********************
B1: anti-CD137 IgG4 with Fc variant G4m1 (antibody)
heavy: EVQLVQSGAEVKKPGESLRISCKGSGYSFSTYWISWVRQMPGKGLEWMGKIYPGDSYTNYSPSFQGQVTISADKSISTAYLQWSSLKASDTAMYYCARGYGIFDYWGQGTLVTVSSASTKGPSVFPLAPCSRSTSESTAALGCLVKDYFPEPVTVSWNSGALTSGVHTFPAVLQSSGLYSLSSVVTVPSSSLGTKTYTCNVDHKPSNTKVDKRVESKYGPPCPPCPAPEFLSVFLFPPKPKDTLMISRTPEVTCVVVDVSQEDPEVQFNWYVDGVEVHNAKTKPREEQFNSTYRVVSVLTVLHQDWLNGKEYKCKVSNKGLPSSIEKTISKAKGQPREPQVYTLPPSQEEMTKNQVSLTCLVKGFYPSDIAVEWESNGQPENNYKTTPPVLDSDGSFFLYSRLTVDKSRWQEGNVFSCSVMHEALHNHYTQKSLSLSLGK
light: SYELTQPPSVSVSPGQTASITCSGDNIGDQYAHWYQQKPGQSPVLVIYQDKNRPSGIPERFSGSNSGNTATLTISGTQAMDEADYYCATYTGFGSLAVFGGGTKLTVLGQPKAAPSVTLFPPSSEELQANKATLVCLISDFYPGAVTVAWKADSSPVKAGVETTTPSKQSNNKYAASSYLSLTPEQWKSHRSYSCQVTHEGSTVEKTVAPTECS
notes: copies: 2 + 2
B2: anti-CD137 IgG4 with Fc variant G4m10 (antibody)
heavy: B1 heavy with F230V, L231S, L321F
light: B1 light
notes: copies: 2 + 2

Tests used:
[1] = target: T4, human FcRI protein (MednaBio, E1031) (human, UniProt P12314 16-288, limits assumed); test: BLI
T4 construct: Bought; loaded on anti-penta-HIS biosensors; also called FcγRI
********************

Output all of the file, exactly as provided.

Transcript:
B1: anti-CD137 IgG4 with Fc variant G4m1 (antibody)
heavy: EVQLVQSGAEVKKPGESLRISCKGSGYSFSTYWISWVRQMPGKGLEWMGKIYPGDSYTNYSPSFQGQVTISADKSISTAYLQWSSLKASDTAMYYCARGYGIFDYWGQGTLVTVSSASTKGPSVFPLAPCSRSTSESTAALGCLVKDYFPEPVTVSWNSGALTSGVHTFPAVLQSSGLYSLSSVVTVPSSSLGTKTYTCNVDHKPSNTKVDKRVESKYGPPCPPCPAPEFLSVFLFPPKPKDTLMISRTPEVTCVVVDVSQEDPEVQFNWYVDGVEVHNAKTKPREEQFNSTYRVVSVLTVLHQDWLNGKEYKCKVSNKGLPSSIEKTISKAKGQPREPQVYTLPPSQEEMTKNQVSLTCLVKGFYPSDIAVEWESNGQPENNYKTTPPVLDSDGSFFLYSRLTVDKSRWQEGNVFSCSVMHEALHNHYTQKSLSLSLGK
light: SYELTQPPSVSVSPGQTASITCSGDNIGDQYAHWYQQKPGQSPVLVIYQDKNRPSGIPERFSGSNSGNTATLTISGTQAMDEADYYCATYTGFGSLAVFGGGTKLTVLGQPKAAPSVTLFPPSSEELQANKATLVCLISDFYPGAVTVAWKADSSPVKAGVETTTPSKQSNNKYAASSYLSLTPEQWKSHRSYSCQVTHEGSTVEKTVAPTECS
notes: copies: 2 + 2
B2: anti-CD137 IgG4 with Fc variant G4m10 (antibody)
heavy: B1 heavy with F230V, L231S, L321F
light: B1 light
notes: copies: 2 + 2

Tests used:
[1] = target: T4, human FcRI protein (MednaBio, E1031) (human, UniProt P12314 16-288, limits assumed); test: BLI
T4 construct: Bought; loaded on anti-penta-HIS biosensors; also called FcγRI